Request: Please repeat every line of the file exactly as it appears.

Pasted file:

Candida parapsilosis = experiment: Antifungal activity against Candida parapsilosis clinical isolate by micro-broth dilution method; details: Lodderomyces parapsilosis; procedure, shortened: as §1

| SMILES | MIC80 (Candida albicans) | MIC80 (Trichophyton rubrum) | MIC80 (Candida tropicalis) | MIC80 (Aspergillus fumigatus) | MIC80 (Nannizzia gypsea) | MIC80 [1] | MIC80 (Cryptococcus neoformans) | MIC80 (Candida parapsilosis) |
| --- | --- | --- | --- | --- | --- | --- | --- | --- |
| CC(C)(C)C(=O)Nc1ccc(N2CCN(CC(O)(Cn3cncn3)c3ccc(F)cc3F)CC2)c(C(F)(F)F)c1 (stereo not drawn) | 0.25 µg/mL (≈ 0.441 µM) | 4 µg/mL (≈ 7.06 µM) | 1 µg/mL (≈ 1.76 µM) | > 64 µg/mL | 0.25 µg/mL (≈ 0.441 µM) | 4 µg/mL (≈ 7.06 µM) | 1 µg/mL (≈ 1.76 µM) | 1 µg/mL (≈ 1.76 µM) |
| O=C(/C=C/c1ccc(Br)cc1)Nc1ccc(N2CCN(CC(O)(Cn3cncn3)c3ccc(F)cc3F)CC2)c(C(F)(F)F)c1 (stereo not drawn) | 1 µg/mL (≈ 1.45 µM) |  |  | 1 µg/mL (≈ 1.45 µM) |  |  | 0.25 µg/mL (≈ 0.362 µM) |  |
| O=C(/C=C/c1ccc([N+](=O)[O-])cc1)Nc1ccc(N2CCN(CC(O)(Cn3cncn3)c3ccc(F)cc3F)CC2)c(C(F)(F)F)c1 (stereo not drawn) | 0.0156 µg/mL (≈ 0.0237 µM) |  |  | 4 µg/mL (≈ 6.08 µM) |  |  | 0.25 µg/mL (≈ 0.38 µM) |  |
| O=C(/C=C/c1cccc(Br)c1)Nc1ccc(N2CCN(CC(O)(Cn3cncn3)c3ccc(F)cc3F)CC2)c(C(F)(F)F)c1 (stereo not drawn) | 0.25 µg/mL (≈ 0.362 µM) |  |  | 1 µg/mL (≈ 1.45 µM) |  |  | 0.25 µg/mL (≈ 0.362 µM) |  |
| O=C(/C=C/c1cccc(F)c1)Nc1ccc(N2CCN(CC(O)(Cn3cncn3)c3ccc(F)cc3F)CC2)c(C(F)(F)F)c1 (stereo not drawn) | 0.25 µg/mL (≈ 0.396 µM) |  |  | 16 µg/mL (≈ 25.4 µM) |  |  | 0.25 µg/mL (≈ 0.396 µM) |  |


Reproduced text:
Candida parapsilosis = experiment: Antifungal activity against Candida parapsilosis clinical isolate by micro-broth dilution method; details: Lodderomyces parapsilosis; procedure, shortened: as §1

| SMILES | MIC80 (Candida albicans) | MIC80 (Trichophyton rubrum) | MIC80 (Candida tropicalis) | MIC80 (Aspergillus fumigatus) | MIC80 (Nannizzia gypsea) | MIC80 [1] | MIC80 (Cryptococcus neoformans) | MIC80 (Candida parapsilosis) |
| --- | --- | --- | --- | --- | --- | --- | --- | --- |
| CC(C)(C)C(=O)Nc1ccc(N2CCN(CC(O)(Cn3cncn3)c3ccc(F)cc3F)CC2)c(C(F)(F)F)c1 (stereo not drawn) | 0.25 µg/mL (≈ 0.441 µM) | 4 µg/mL (≈ 7.06 µM) | 1 µg/mL (≈ 1.76 µM) | > 64 µg/mL | 0.25 µg/mL (≈ 0.441 µM) | 4 µg/mL (≈ 7.06 µM) | 1 µg/mL (≈ 1.76 µM) | 1 µg/mL (≈ 1.76 µM) |
| O=C(/C=C/c1ccc(Br)cc1)Nc1ccc(N2CCN(CC(O)(Cn3cncn3)c3ccc(F)cc3F)CC2)c(C(F)(F)F)c1 (stereo not drawn) | 1 µg/mL (≈ 1.45 µM) |  |  | 1 µg/mL (≈ 1.45 µM) |  |  | 0.25 µg/mL (≈ 0.362 µM) |  |
| O=C(/C=C/c1ccc([N+](=O)[O-])cc1)Nc1ccc(N2CCN(CC(O)(Cn3cncn3)c3ccc(F)cc3F)CC2)c(C(F)(F)F)c1 (stereo not drawn) | 0.0156 µg/mL (≈ 0.0237 µM) |  |  | 4 µg/mL (≈ 6.08 µM) |  |  | 0.25 µg/mL (≈ 0.38 µM) |  |
| O=C(/C=C/c1cccc(Br)c1)Nc1ccc(N2CCN(CC(O)(Cn3cncn3)c3ccc(F)cc3F)CC2)c(C(F)(F)F)c1 (stereo not drawn) | 0.25 µg/mL (≈ 0.362 µM) |  |  | 1 µg/mL (≈ 1.45 µM) |  |  | 0.25 µg/mL (≈ 0.362 µM) |  |
| O=C(/C=C/c1cccc(F)c1)Nc1ccc(N2CCN(CC(O)(Cn3cncn3)c3ccc(F)cc3F)CC2)c(C(F)(F)F)c1 (stereo not drawn) | 0.25 µg/mL (≈ 0.396 µM) |  |  | 16 µg/mL (≈ 25.4 µM) |  |  | 0.25 µg/mL (≈ 0.396 µM) |  |